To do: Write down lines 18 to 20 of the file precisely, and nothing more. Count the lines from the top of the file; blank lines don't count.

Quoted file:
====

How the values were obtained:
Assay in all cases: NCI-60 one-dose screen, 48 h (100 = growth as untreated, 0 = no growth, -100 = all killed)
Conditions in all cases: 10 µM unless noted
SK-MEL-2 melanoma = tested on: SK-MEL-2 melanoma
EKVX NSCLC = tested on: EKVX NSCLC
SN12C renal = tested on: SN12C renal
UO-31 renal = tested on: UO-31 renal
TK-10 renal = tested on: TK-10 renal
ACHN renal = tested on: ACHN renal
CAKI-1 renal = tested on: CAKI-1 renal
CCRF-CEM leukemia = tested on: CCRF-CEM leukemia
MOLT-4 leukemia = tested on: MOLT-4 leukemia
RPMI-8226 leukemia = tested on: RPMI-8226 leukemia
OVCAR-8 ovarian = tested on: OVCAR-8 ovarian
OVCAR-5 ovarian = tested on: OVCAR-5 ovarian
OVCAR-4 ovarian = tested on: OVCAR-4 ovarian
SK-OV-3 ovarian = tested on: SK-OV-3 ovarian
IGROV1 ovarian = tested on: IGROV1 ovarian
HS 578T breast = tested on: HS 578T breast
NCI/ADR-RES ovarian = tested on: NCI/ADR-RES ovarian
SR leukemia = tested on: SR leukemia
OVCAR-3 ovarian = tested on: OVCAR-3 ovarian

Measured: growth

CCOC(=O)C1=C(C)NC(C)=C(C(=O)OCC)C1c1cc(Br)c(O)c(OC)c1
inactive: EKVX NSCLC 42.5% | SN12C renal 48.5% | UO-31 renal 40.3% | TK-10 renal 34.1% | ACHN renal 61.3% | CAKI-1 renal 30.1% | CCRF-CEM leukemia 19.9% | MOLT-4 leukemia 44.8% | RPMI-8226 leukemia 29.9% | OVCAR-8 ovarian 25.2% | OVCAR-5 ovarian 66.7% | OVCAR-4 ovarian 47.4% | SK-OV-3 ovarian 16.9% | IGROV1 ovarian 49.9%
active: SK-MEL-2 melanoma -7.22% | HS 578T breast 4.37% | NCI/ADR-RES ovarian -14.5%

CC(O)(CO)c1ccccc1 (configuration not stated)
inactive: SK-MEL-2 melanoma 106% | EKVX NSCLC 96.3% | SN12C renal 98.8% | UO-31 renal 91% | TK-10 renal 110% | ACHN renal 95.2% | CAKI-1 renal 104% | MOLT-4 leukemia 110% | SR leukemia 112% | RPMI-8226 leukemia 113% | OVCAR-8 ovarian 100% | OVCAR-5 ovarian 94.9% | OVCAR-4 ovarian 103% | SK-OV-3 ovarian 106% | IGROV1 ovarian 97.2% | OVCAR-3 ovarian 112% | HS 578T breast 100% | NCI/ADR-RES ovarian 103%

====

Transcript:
IGROV1 ovarian = tested on: IGROV1 ovarian
HS 578T breast = tested on: HS 578T breast
NCI/ADR-RES ovarian = tested on: NCI/ADR-RES ovarian